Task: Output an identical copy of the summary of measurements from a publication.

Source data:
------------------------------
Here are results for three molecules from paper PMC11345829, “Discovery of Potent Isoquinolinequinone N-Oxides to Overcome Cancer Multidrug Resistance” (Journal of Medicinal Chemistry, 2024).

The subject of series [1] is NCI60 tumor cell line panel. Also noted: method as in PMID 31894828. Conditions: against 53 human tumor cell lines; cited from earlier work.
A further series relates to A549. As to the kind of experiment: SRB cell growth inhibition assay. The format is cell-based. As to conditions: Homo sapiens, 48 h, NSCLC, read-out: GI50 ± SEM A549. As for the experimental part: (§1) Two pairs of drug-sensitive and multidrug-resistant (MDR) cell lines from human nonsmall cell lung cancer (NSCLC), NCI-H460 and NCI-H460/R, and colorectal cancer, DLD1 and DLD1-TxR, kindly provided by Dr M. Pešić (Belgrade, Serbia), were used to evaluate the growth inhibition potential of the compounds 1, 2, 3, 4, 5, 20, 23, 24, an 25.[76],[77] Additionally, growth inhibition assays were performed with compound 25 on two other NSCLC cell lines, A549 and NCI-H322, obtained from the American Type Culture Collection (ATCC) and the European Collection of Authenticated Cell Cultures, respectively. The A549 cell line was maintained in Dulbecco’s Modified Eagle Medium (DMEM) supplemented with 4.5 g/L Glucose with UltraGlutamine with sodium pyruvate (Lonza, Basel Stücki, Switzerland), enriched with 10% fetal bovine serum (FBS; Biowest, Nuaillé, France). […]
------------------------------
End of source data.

Here are results for three molecules from paper PMC11345829, “Discovery of Potent Isoquinolinequinone N-Oxides to Overcome Cancer Multidrug Resistance” (Journal of Medicinal Chemistry, 2024).

The subject of series [1] is NCI60 tumor cell line panel. Also noted: method as in PMID 31894828. Conditions: against 53 human tumor cell lines; cited from earlier work.
A further series relates to A549. As to the kind of experiment: SRB cell growth inhibition assay. The format is cell-based. As to conditions: Homo sapiens, 48 h, NSCLC, read-out: GI50 ± SEM A549. As for the experimental part: (§1) Two pairs of drug-sensitive and multidrug-resistant (MDR) cell lines from human nonsmall cell lung cancer (NSCLC), NCI-H460 and NCI-H460/R, and colorectal cancer, DLD1 and DLD1-TxR, kindly provided by Dr M. Pešić (Belgrade, Serbia), were used to evaluate the growth inhibition potential of the compounds 1, 2, 3, 4, 5, 20, 23, 24, an 25.[76],[77] Additionally, growth inhibition assays were performed with compound 25 on two other NSCLC cell lines, A549 and NCI-H322, obtained from the American Type Culture Collection (ATCC) and the European Collection of Authenticated Cell Cultures, respectively. The A549 cell line was maintained in Dulbecco’s Modified Eagle Medium (DMEM) supplemented with 4.5 g/L Glucose with UltraGlutamine with sodium pyruvate (Lonza, Basel Stücki, Switzerland), enriched with 10% fetal bovine serum (FBS; Biowest, Nuaillé, France). […]